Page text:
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Drills and drivers are versatile tools, thanks to the variety of bits and accessories available to woodworkers from chucks to jigs to specialty bits. Although some followers of traditional woodworking still use hand-drive augers and spoon bits, most drill bits these days are meant to be powered by an electric drill or a drill press. There are several types, each with its own strengths and weaknesses.
What counts • Performance in end grain and cross grain • Flat or rounded bottom hole • Tear-out at hole perimeter • Ability to cut without wandering • Ability to make angled cuts
Twist and brad-point bits are versatile Twist drills are probably the most common variety and make good general-purpose bits. They can bore holes in a variety of materials, including both wood and metal, and because of their geometry they are especially good at drilling holes into end-grain. The tips of twist drills are typically ground to form an angle of between 90° and 118°. They are not as good for drilling at steep angles, and they have a tendency to skate at the start of a hole. They are available with carbide tips and various coatings aimed at improving longevity.
Brad-point bitsare similar to twist drills except for a modified tip that ends with a small, sharp point or a point plus two spurs. They don’t produce as much tearout at the edge of a hole, and they don’t skate at the start of a hole. But they are not as effective on end grain or at steep angles.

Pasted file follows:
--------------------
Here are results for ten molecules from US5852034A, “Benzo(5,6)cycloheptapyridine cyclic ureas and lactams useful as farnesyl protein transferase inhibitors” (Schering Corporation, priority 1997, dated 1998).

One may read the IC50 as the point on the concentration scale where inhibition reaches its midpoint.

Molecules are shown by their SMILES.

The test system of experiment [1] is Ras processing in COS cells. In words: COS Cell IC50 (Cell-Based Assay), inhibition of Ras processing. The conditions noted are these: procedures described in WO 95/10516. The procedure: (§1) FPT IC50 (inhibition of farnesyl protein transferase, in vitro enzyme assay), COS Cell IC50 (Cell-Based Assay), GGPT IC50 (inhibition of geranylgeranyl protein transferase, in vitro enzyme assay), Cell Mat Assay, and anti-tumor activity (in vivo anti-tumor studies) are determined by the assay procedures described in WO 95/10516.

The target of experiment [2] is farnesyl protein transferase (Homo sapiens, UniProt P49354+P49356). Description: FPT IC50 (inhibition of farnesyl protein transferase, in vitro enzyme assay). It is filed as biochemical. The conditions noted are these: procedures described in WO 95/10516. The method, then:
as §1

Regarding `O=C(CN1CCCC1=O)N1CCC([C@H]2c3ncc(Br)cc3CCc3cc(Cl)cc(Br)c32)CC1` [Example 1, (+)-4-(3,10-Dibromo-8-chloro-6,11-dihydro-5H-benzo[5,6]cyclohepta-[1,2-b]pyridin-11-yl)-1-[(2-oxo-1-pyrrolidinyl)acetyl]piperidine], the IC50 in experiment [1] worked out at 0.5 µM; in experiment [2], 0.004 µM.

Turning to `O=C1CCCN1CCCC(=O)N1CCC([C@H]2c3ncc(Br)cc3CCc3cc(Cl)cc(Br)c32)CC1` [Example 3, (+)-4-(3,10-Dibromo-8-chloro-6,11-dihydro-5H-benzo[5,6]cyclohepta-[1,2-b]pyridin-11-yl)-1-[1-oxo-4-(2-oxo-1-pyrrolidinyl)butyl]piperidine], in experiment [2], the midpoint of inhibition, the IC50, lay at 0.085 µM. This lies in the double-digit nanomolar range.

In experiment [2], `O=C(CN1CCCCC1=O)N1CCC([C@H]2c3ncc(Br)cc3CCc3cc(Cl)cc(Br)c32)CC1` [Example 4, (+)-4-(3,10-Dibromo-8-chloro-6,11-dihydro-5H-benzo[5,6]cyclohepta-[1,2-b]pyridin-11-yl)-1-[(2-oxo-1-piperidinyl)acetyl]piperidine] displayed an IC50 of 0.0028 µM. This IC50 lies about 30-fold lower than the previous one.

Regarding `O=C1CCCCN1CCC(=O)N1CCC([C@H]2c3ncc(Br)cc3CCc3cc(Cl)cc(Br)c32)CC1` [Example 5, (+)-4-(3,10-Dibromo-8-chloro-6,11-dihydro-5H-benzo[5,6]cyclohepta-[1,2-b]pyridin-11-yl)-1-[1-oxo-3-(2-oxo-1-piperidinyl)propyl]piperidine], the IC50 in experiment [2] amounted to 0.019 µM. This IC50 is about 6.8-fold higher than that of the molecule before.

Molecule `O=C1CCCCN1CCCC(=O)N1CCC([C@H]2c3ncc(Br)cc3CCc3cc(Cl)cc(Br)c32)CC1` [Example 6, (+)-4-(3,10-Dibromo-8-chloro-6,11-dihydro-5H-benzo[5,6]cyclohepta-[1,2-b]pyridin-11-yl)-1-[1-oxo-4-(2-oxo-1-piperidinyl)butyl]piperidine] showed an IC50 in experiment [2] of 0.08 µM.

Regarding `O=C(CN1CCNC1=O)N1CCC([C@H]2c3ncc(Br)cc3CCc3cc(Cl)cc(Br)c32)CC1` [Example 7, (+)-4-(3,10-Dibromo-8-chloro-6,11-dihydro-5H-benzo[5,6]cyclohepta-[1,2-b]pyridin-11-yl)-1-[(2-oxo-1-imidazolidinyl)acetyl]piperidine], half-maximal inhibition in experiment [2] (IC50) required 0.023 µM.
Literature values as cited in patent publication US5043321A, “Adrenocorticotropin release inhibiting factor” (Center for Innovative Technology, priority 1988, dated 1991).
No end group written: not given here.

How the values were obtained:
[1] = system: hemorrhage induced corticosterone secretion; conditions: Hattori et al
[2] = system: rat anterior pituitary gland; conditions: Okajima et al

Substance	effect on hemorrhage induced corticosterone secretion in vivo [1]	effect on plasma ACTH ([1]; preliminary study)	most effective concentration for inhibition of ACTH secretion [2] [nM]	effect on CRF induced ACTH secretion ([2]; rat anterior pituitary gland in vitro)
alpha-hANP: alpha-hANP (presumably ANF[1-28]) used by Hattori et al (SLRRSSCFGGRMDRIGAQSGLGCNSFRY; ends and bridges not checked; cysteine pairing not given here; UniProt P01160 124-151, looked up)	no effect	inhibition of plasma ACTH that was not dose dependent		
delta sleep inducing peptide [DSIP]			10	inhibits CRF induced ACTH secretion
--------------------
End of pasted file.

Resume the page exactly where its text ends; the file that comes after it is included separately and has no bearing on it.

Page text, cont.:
Specialty bits for special tasksForstner and multi-spur bits have sharp outer rims that guide the cutting. They leave a flat-bottomed hole and are good for cutting through thin material. They also are good at cutting overlapping holes and for boring holes at steep angles. Multi-spur bits have teeth or serrations cut into the rim, making them cut more aggressively. One weakness with Forstner bits is that chip ejection is poor in deep holes; another is that they’re difficult to sharpen.
Powerbore bits are well suited for freehand drilling. The long tip sinks into the surface before the spur begins to cut, helping to keep the bit on track, and the hole is easy to get started. But they are not as precise as other bits and they don’t clear chips as effectively as some other types.
Spade bits are flat with two cutting edges milled into the end. They have a moderately long point that engages the work first, and are available with or without spurs. They are very easy to sharpen with a file and can make large holes (sizes up to 1-1/2 in. are common), but they also tend to produce a pretty rough cut.
Chucks and other drilling accessories Chucks and commerical jigs increase the versatility of the drill-driver or drill press, allowing woodworkers to complete a number of tasks from installing hardware to boring holes under special circumstances. The variety of products include European door hardware jigs, self-ratcheting chucks and drill guides.
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